Tales from the Field: Across Languages and Lifestyles

Posted by stw2015 on Aug 12, 2014 10:56:46 PM

It’s unfair to evaluate the contentedness of a Guatemalan citizen based on my own definitions of comfort and happiness. Still, I catch myself doing just that. While here I’ve thought, “Life must be boring without Wi-Fi,” and “These people have to prepare their food every day completely from scratch. What a burden!” From a logical standpoint, I know I am wrong to assume that lacking Wi-Fi is boring and that preparing food is a burden, but it’s hard to separate my standards from local ones.

DSC_5626If somebody showed me a picture of an average home in a village in Guatemala, and told me I could gift the family one item, I might choose a microwave, Wi-Fi, or plumbing, because those are the things that I would want for myself. If asked, however, a Guatemalan might choose something completely different—maybe books or dried corn. My point is, no matter how good the intentions, to truly help others one needs to inquire; to ask these others how he can best be of assistance

I have been given the amazing opportunity to talk with school staff to understand their needs, and it has been eye-opening. This morning at Chulumal III, the director explained to us that his number one priority is to expand the collection of books at his school, which would improve an initiative that the school runs called “Leemos Juntos,” since the initiative requires that each student read for a half hour daily during the week, and many of the government-issued book simply are not captivating. If you asked me, however, I would have suggested using the first available funds to buy a freezer to store food. The government is often late in sendingDSC_5673 the 2.08 Q (around 25 cents) per student budget that it promises for snacks, so a freezer could help ensure that students never have to go without these refracciones. Shows how little I know about what the community needs to be happy and comfortable at school.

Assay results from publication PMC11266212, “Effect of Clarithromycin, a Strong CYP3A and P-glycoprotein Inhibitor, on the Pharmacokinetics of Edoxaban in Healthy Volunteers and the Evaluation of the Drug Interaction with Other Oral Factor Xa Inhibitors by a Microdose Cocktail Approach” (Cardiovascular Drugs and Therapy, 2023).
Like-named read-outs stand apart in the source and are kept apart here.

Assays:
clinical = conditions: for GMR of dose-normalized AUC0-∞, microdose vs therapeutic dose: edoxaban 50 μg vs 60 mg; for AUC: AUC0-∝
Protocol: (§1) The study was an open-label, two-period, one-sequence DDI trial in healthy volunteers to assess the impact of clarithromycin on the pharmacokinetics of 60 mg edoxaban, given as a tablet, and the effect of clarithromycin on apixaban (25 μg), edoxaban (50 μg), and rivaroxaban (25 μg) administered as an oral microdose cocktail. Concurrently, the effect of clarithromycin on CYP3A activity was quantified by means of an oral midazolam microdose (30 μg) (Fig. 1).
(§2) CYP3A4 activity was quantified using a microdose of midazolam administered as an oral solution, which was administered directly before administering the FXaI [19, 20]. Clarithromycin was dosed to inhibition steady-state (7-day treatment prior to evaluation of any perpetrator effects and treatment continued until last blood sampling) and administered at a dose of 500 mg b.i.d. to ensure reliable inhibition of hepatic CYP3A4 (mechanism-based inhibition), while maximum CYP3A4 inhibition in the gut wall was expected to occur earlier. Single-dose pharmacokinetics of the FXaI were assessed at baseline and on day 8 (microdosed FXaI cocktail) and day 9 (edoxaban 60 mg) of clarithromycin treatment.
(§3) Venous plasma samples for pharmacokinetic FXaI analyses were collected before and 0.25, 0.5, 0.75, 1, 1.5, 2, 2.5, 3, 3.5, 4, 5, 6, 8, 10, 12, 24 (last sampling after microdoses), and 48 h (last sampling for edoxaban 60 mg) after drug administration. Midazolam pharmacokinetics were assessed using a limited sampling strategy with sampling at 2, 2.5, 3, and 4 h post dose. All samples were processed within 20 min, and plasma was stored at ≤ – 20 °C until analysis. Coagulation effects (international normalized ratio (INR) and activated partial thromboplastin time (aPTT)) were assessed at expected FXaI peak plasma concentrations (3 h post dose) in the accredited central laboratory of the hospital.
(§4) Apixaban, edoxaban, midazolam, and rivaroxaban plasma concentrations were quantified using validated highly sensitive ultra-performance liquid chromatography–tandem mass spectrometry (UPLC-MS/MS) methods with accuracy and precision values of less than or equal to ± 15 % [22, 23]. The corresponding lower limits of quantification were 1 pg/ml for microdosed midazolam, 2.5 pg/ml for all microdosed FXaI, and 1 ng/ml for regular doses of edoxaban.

Dialogue is important. I am so glad that, across languages and lifestyles, America’s School the World team and communities in Guatemala talk. Through this international teamwork, needs are being met and contentedness is rising.



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